If you’ve dreamed of hunting elk right in your own back yard, you have an opportunity to apply for a chance to do so.
The Tennessee Wildlife Resources Agency has opened its application period for this fall’s elk quota hunt on the North Cumberland Wildlife Management Area.
The North Cumberland’s elk herd is the second-largest herd east of the Mississippi River, trailing only the herd in Kentucky.
For hunting purposes, TWRA breaks down the 145,000-acre wildlife management area into eight different zones, and awards 15 permits for either archery hunting or gun hunting.
The archery hunt will run from Sept. 25 through Oct. 1, with seven tags awarded. The tags are for Zone 1 (Chestnut Ridge and Fork Mountain), Zone 2 (Adkins and Turley Mountain) and Zone 6 (Braden Mountain), Zone 3 (Horse Gap and Wolf Ridge), Zone 4 (Anderson and Massengale Mountain), Zone 5 (Cross Mountain and Red Ash), Zone 7N (Tackett Creek North) and Zone 7S (Tackett Creek South).
The gun hunt will run from Oct. 9 through Oct. 15, with seven tags awarded. The tags are for Zone 2 (Adkins and Turley Mountain) and Zone 6 (Braden Mountain), Zone 3 (Horse Gap and Wolf Ridge), Zone 4 (Anderson and Massengale Mountain), Zone 5 (Cross Mountain and Red Ash), Zone 7N (Ed Carter Zone North) and Zone 7S (Ed Carter Zone South).
In addition to the 14 archery or gun permits, there is one young sportsman permit available for youths ages 13 to 16. Entries for the young sportsman permit are limited to Tennessee residents. The young sportsman hunt is Oct. 2 through Oct. 8.
Each permit is for one antlered elk, and is awarded through a lottery system. The cost to apply is $12 except for hunters with a sportsman’s license or lifetime sportsman’s license, who may apply for free.
The deadline to apply is July 23. Hunters can apply by going to gooutdoorstennessee.com.
TWRA began its elk reintroduction program in the Cumberland Mountains in 2000. Elk once roamed the entirety of Tennessee prior to the arrival of the first white settlers, but habitat destruction and over-hunting led to elk being extirpated from the entire eastern U.S. The last known elk in East Tennessee was shot in 1849.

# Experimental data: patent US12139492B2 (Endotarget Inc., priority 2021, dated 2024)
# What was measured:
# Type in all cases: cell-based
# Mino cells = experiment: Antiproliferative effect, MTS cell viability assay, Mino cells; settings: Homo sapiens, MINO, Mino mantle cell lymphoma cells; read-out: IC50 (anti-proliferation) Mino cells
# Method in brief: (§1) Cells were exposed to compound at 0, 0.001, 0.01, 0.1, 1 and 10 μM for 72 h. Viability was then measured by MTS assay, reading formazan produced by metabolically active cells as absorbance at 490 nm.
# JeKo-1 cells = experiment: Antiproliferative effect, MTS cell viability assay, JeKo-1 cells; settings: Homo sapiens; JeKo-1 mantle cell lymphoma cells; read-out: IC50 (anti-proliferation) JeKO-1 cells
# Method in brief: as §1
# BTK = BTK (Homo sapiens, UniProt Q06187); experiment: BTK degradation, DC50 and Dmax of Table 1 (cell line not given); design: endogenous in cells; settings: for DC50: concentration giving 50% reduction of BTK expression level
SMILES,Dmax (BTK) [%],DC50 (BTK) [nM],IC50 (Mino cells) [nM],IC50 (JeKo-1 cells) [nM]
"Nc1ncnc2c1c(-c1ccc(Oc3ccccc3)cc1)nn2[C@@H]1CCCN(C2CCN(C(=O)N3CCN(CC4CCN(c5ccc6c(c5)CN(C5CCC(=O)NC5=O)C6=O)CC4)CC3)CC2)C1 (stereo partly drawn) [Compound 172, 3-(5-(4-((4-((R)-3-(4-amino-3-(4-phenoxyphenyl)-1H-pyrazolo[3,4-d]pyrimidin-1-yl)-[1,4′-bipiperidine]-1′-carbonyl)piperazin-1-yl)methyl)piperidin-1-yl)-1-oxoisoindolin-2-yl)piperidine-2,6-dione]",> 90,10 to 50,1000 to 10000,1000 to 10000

The wildlife resources agency first began exploring an elk restoration program in the mid 1990s. The chief of the agency’s wildlife division at the time was Scott County native Larry Marcum. Initially, TWRA proposed to reintroduce elk at Land Between the Lakes in West Tennessee. However, the proposal failed due to agricultural concerns. Meanwhile, support grew for reintroducing elk in the Cumberland Mountains, and TWRA ultimately established a 670,000-acre elk restoration zone consisting of parts of Scott, Campbell, Morgan, Claiborne and Anderson counties.
Several factors led to the elk restoration program being shifted to the Cumberland Mountains. Kentucky was in the process of restoring elk just to the north of the TN-KY line, also in the Cumberland Mountains. The human population in the region is relatively low. The North Cumberland WMA represents a significant chunk of contiguous public land — the second largest in the state, behind Cherokee National Forest. And, finally, there is little crop land in the vicinity of the Cumberland Mountains.
The first 50 elk were transported from Alberta, Canada to the North Cumberland in December 2000, and released less than one week before Christmas on Horsebone Ridge high above Montgomery Junction off Norma Road. A total of 201 elk were released in the mountains between 2000 and 2008.
Tennessee’s first elk hunting season was held in 2009, with four hunters randomly selected to participate, while a fifth permit was auctioned with proceeds benefiting the elk program. All five hunters were successful in harvesting bull elk.